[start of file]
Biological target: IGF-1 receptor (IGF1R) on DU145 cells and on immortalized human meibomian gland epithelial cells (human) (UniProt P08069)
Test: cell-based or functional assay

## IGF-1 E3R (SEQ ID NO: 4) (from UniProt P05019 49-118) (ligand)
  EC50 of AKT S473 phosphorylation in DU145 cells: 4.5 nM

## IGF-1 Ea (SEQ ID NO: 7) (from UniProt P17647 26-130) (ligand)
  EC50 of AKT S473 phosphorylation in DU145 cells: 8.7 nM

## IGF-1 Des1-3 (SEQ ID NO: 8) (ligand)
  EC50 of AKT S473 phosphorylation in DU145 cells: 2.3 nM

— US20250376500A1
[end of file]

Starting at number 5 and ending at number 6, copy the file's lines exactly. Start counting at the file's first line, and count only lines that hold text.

## IGF-1 Ea (SEQ ID NO: 7) (from UniProt P17647 26-130) (ligand)
  EC50 of AKT S473 phosphorylation in DU145 cells: 8.7 nM